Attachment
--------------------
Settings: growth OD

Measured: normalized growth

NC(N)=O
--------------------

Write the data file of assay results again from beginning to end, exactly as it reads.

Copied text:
Settings: growth OD

Measured: normalized growth

NC(N)=O